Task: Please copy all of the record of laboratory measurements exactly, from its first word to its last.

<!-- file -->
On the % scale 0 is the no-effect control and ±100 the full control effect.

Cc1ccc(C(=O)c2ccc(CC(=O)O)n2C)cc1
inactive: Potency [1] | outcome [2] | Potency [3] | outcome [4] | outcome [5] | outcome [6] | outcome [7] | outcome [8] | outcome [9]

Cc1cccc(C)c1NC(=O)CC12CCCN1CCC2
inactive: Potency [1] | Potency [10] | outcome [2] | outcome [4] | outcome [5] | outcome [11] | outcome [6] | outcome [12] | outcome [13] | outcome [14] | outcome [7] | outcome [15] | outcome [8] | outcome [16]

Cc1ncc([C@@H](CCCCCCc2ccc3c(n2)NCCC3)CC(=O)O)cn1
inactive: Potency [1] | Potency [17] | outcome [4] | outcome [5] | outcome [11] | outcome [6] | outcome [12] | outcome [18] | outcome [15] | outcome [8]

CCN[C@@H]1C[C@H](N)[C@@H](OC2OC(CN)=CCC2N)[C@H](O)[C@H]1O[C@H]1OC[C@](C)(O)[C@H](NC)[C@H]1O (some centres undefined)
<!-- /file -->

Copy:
On the % scale 0 is the no-effect control and ±100 the full control effect.

Cc1ccc(C(=O)c2ccc(CC(=O)O)n2C)cc1
inactive: Potency [1] | outcome [2] | Potency [3] | outcome [4] | outcome [5] | outcome [6] | outcome [7] | outcome [8] | outcome [9]

Cc1cccc(C)c1NC(=O)CC12CCCN1CCC2
inactive: Potency [1] | Potency [10] | outcome [2] | outcome [4] | outcome [5] | outcome [11] | outcome [6] | outcome [12] | outcome [13] | outcome [14] | outcome [7] | outcome [15] | outcome [8] | outcome [16]

Cc1ncc([C@@H](CCCCCCc2ccc3c(n2)NCCC3)CC(=O)O)cn1
inactive: Potency [1] | Potency [17] | outcome [4] | outcome [5] | outcome [11] | outcome [6] | outcome [12] | outcome [18] | outcome [15] | outcome [8]

CCN[C@@H]1C[C@H](N)[C@@H](OC2OC(CN)=CCC2N)[C@H](O)[C@H]1O[C@H]1OC[C@](C)(O)[C@H](NC)[C@H]1O (some centres undefined)